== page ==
Hepatic stellate cell-derived platelet-derived growth factor receptor-alpha-enriched extracellular vesicles promote liver fibrosis in mice through SHP2.
ABSTRACT: Liver fibrosis is characterized by the activation and migration of hepatic stellate cells (HSCs), followed by matrix deposition. Recently, several studies have shown the importance of extracellular vesicles (EVs) derived from liver cells, such as hepatocytes and endothelial cells, in liver pathobiology. While most of the studies describe how liver cells modulate HSC behavior, an important gap exists in the understanding of HSC-derived signals and more specifically HSC-derived EVs in liver fibrosis. Here, we investigated the molecules released through HSC-derived EVs, the mechanism of their release, and the role of these EVs in fibrosis. Mass spectrometric analysis showed that platelet-derived growth factor (PDGF) receptor-alpha (PDGFR?) was enriched in EVs derived from PDGF-BB-treated HSCs. Moreover, patients with liver fibrosis had increased PDGFR? levels in serum EVs compared to healthy individuals. Mechanistically, in vitro tyrosine720-to-phenylalanine mutation on the PDGFR? sequence abolished enrichment of PDGFR? in EVs and redirected the receptor toward degradation. Congruently, the inhibition of Src homology 2 domain tyrosine phosphatase 2, the regulatory binding partner of phosphorylated tyrosine720, also inhibited PDGFR? enrichment in EVs. EVs derived from PDGFR?-overexpressing cells promoted in vitro HSC migration and in vivo liver fibrosis. Finally, administration of Src homology 2 domain tyrosine phosphatase 2inhibitor, SHP099, to carbon tetrachloride-administered mice inhibited PDGFR? enrichment in serum EVs and reduced liver fibrosis. CONCLUSION:PDGFR? is enriched in EVs derived from PDGF-BB-treated HSCs in an Src homology 2 domain tyrosine phosphatase 2-dependent manner and these PDGFR?-enriched EVs participate in development of liver fibrosis. (Hepatology 2018;68:333-348).
Project description:Platelet-derived growth factor (PDGF) and transforming growth factor-? (TGF-?) signaling are required for hepatic stellate cell (HSC) activation under pathological conditions such as liver metastatic tumor growth. These two signaling pathways are functionally divergent; PDGF signaling promotes proliferation and migration of HSCs, and TGF-? induces transdifferentiation of quiescent HSCs into myofibroblasts. Although PDGF signaling is implicated in TGF-?-mediated epithelial mesenchymal transition of tumor cells, the role of PDGF receptors in TGF-? activation of HSCs has not been investigated. Here we report that PDGF receptor-? (PDGFR-?) is required for TGF-? signaling of cultured human HSCs although HSCs express both PDGF-? and -? receptors. PDGFR-? knockdown inhibits TGF-?-induced phosphorylation and nuclear accumulation of SMAD2 with no influence on AKT or ERK phosphorylation associated with noncanonical TGF-? signaling. PDGFR-? knockdown suppresses TGF-? receptor I (T?RI) but increases T?RII gene transcription. At the protein level, PDGFR-? is recruited to T?RI/T?RII complexes by TGF-? stimulation. PDGFR-? knockdown blocks TGF-?-mediated internalization of T?RII and induces accumulation of T?RII at the plasma membrane, thereby inhibiting TGF-? phosphorylation of SMAD2. Functionally, knockdown of PDGFR-? reduces paracrine effects of HSCs on colorectal cancer cell proliferation and migration in vitro. In mice and patients, colorectal cancer cell invasion of the liver induces upregulation of PDGFR-? of HSCs. In summary, our finding that PDGFR-? knockdown inhibits SMAD-dependent TGF-? signaling by repressing T?RI transcriptionally and blocking endocytosis of TGF-? receptors highlights a convergence of PDGF and TGF-? signaling for HSC activation and PDGFR-? as a therapeutic target for liver metastasis and other settings of HSC activation.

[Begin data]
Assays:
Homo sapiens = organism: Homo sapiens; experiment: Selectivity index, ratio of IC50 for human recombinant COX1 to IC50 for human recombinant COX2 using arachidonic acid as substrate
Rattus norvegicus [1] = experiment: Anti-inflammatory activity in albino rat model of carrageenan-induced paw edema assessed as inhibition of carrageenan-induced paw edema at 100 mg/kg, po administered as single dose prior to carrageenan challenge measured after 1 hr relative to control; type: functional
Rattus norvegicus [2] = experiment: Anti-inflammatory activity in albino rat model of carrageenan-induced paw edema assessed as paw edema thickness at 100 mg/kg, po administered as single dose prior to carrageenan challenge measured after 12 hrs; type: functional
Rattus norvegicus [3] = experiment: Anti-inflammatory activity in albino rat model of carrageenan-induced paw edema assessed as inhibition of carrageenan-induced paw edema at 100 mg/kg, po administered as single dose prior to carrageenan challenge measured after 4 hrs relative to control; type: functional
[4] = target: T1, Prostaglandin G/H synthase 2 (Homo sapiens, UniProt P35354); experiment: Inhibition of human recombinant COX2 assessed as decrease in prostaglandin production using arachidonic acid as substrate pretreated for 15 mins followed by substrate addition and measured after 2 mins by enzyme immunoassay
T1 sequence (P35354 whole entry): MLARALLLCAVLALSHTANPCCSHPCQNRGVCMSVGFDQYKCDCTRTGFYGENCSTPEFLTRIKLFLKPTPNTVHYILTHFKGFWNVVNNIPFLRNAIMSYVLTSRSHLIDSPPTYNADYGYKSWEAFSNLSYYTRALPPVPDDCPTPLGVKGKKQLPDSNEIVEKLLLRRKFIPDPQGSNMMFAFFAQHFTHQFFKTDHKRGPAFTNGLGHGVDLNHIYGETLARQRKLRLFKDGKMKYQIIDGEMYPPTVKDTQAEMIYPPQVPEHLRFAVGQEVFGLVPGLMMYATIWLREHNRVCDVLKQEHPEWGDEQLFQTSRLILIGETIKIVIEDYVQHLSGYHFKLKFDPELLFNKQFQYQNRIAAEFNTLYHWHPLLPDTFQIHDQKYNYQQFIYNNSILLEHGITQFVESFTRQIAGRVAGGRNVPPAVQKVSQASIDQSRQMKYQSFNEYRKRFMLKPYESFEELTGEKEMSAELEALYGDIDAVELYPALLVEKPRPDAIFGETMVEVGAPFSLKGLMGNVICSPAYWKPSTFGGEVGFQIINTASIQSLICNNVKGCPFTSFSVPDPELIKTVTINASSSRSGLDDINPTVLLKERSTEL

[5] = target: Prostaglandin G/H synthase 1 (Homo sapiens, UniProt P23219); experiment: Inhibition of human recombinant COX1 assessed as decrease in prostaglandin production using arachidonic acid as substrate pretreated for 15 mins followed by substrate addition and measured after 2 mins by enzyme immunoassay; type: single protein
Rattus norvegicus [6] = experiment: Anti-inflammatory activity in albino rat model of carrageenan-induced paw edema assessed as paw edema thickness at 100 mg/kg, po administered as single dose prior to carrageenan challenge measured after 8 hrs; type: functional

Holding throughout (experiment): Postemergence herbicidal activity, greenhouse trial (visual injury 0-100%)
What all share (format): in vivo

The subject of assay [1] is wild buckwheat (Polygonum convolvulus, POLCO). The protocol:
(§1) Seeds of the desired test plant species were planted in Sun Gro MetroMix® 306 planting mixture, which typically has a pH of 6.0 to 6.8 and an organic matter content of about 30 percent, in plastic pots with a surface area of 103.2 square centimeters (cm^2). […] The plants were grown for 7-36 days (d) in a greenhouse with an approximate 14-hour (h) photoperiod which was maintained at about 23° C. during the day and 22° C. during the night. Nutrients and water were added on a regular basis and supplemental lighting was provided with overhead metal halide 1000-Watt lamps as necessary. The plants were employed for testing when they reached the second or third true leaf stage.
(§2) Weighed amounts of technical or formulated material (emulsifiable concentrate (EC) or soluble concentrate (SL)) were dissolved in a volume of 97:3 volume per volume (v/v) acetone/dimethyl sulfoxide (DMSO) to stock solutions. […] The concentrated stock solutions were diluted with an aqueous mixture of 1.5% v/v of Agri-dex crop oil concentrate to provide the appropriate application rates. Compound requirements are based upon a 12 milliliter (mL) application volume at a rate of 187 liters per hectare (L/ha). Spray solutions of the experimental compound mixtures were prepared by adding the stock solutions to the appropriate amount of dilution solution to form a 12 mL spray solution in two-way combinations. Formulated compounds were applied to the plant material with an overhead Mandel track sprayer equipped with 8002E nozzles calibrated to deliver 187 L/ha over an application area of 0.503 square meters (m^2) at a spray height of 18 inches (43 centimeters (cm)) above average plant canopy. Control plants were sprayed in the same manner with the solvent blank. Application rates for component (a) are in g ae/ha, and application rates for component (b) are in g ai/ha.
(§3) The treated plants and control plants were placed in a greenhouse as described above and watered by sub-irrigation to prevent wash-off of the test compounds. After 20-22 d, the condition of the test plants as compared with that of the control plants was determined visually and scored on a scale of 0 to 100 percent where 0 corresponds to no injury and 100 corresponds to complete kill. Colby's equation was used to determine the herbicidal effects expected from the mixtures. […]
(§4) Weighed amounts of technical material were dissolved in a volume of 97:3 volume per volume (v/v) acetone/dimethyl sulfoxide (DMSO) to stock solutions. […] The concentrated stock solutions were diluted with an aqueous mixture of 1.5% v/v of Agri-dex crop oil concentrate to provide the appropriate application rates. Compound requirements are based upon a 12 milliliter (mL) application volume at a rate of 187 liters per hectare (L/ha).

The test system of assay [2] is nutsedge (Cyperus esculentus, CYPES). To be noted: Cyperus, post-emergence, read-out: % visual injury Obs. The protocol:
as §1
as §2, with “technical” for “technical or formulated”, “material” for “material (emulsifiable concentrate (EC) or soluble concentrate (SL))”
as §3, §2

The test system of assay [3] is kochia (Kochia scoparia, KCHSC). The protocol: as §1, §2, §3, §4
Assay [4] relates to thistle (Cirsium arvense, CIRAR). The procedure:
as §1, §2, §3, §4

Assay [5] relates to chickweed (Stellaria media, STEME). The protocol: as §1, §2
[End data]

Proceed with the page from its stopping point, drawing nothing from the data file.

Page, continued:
Project description:<h4>Introduction</h4>CD248 (endosialin) is a stromal cell marker expressed on fibroblasts and pericytes. During liver injury, myofibroblasts are the main source of fibrotic matrix.<h4>Objective</h4>To determine the role of CD248 in the development of liver fibrosis in the rodent and human setting.<h4>Design</h4>CD248 expression was studied by immunostaining and quantitative PCR in both normal and diseased human and murine liver tissue and isolated hepatic stellate cells (HSCs). Hepatic fibrosis was induced in CD248(-/-) and wild-type controls with carbon tetrachloride (CCl4) treatment.<h4>Results</h4>Expression of CD248 was seen in normal liver of humans and mice but was significantly increased in liver injury using both immunostaining and gene expression assays. CD248 was co-expressed with a range of fibroblast/HSC markers including desmin, vimentin and ?-smooth muscle actin (?-SMA) in murine and human liver sections. CD248 expression was restricted to isolated primary murine and human HSC. Collagen deposition and ?-SMA expression, but not inflammation and neoangiogenesis, was reduced in CD248(-/-) mice compared with wild-type mice after CCl4 treatment. Isolated HSC from wild-type and CD248(-/-) mice expressed platelet-derived growth factor receptor ? (PDGFR-?) and PDGFR-? at similar levels. As expected, PDGF-BB stimulation induced proliferation of wild-type HSC, whereas CD248(-/-) HSC did not demonstrate a proliferative response to PDGF-BB. Abrogated PDGF signalling in CD248(-/-) HSC was confirmed by significantly reduced c-fos expression in CD248(-/-) HSC compared with wild-type HSC.<h4>Conclusions</h4>Our data show that deletion of CD248 reduces susceptibility to liver fibrosis via an effect on PDGF signalling, making it an attractive clinical target for the treatment of liver injury.